Warren Buffett is arguably the greatest investor of all time and one reason for his success is that he always takes a long-term view. He never looks at what the stock market might do today, or tomorrow, but years into the future. That allows him to tune out the short-term noise that distracts too many investors, and focus on companies with a great future ahead of them.
Warren Buffett isn’t phased by periods of underperformance, and he doesn’t get carried away when he beats the stock market either. As ever, what matters is the general direction of travel, rather than temporary ups and downs.
Warren Buffett’s approach is particularly useful in today’s rising stock market. The rally of the last year has driven the FTSE 100 above 7,000, and investors are likely to be divided in their response. Some will be overconfident, and expect shares to fly even higher. Others will be nervous, and fretting over the potential for another stock market crash.
I buy stocks for the long term
Both are making a mistake that Warren Buffett wouldn’t. He ignores short-term market movements and invests in stocks for decades, rather than years. He once cheekily said that his favourite holding period is forever. By taking such a far-sighted view, he zones in on what really matters. That is, where companies are heading in the longer run, rather than how they stand today.
Many investors will be sitting on healthy gains right now. FTSE 100 mining giant Rio Tinto is up 41% in the last year. Insurer Aviva is up 57%. Online fashion retailer ASOS has jumped 66% and asset manager M&G by 70%. Investors in US tech giants will have done even better.
While it may be tempting to bank my profits, I would rather emulate Warren Buffett, and examine where their strategies will take them next. My winners may look more expensive today, but could still offer good value based on future growth prospects. Other stocks may look cheaper, but have weaker long-term prospects.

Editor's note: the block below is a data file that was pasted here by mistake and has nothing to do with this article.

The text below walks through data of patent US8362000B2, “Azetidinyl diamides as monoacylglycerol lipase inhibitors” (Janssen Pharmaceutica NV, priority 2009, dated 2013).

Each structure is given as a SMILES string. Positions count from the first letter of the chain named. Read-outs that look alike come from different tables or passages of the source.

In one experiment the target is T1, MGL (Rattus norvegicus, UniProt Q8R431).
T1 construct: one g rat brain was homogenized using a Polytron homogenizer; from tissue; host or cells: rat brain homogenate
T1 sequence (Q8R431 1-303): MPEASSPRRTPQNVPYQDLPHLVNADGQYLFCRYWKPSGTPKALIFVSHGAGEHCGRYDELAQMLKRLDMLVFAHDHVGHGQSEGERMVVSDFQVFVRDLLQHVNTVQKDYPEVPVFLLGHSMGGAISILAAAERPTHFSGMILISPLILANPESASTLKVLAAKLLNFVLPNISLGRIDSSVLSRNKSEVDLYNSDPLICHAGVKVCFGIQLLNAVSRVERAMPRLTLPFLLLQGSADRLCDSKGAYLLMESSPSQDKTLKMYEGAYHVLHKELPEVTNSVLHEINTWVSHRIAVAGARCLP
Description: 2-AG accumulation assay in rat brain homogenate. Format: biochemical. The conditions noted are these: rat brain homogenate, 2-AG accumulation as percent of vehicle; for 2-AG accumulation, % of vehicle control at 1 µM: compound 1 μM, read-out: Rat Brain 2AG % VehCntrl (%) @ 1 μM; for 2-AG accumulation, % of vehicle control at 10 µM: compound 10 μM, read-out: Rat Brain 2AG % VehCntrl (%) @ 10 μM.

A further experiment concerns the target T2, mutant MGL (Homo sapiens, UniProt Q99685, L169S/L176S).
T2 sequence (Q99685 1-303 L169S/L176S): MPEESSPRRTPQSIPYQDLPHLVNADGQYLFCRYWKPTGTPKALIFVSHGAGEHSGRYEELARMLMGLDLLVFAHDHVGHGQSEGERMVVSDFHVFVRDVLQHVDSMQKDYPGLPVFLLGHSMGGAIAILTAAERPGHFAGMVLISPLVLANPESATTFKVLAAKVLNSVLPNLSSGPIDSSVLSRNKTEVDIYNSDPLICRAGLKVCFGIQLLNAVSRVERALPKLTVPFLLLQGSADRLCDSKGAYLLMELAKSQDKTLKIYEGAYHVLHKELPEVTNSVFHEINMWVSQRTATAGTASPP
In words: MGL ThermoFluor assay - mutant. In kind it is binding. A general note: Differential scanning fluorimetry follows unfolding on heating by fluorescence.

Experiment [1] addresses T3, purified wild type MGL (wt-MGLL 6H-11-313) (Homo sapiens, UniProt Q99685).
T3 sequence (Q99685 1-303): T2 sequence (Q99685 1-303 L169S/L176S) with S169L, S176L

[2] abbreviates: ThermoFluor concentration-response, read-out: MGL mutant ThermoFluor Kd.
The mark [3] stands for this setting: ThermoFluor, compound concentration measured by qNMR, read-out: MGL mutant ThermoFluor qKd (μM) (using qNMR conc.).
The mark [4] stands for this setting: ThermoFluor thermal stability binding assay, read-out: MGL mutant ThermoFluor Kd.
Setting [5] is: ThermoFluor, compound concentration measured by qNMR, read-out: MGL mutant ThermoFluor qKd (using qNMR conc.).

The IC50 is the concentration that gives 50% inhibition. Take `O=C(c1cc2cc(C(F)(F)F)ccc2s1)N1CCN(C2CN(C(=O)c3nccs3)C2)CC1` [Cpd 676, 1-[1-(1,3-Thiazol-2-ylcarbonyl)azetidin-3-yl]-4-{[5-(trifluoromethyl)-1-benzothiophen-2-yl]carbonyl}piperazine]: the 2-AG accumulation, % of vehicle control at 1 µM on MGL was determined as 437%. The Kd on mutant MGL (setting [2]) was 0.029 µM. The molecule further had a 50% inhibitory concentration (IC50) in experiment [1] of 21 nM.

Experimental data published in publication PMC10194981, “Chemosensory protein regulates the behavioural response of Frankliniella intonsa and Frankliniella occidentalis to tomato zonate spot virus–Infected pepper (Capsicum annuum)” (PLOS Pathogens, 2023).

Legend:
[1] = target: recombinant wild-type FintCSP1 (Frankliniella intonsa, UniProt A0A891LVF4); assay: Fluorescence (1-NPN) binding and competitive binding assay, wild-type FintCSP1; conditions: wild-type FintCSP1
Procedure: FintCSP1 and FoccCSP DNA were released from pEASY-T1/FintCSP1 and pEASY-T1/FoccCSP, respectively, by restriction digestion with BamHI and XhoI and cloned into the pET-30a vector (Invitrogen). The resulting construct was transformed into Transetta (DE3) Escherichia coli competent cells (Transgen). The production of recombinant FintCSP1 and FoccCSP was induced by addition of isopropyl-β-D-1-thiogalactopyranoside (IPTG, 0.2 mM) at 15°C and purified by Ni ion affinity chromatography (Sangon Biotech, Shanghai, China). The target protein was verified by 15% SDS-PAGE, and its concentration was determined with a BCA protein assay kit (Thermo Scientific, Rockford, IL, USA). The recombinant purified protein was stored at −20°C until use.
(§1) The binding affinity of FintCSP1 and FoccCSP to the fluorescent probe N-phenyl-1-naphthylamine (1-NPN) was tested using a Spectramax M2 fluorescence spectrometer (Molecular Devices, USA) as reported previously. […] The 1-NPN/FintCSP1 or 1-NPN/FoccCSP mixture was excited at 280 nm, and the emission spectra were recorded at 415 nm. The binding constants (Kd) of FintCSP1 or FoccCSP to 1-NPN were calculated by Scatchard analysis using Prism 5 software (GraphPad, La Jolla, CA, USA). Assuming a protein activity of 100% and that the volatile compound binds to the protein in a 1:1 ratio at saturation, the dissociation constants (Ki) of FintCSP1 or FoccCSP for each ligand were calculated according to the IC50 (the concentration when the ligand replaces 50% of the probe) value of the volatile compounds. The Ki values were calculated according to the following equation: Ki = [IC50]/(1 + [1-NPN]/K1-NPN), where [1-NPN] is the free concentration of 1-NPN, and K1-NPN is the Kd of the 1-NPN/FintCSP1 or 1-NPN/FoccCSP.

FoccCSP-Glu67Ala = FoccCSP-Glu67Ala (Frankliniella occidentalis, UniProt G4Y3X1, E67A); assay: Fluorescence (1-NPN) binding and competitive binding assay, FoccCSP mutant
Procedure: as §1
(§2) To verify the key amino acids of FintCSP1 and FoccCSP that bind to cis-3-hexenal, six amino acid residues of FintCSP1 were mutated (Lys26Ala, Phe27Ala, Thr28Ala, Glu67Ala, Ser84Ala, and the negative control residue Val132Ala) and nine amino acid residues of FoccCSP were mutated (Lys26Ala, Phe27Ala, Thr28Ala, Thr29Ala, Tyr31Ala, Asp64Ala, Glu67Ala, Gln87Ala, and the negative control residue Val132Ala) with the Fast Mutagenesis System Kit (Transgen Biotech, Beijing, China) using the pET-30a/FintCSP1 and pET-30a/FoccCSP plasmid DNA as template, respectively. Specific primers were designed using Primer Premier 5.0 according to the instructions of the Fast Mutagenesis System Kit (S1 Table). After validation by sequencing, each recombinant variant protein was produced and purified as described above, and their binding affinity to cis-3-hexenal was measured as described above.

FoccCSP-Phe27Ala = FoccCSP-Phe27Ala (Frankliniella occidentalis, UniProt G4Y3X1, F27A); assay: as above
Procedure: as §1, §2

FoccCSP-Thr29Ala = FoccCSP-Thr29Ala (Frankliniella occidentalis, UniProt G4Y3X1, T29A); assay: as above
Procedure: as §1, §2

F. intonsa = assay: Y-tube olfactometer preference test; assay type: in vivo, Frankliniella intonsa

I’m listening to Warren Buffett
I also like to remind myself why I bought that company in the first place. Does the original investment case still stand? And do I want to rack up trading costs by regularly reshuffling my portfolio?
Selling stocks because they have done well and look pricey is just as daft as selling them because they have done badly and look cheap. What matters is the next 10 or 20 years, rather than the last 12 months. Warren Buffett is always looking to the future, even at the grand age of 90, and I try to do the same.
Globally, stock markets have soared since November’s Covid vaccine breakthroughs. They have been been given a further lift by massive stimulus, especially from the US. At some point, these drivers will weaken. Warren Buffett wouldn’t worry too much about that, and neither do I. I’m willing to stick with high-quality companies, even if they have done well lately.
These stocks have staying power.
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Harvey Jones has no position in any of the shares mentioned. The Motley Fool UK has recommended ASOS. Views expressed on the companies mentioned in this article are those of the writer and therefore may differ from the official recommendations we make in our subscription services such as Share Advisor, Hidden Winners and Pro. Here at The Motley Fool we believe that considering a diverse range of insights makes us better investors.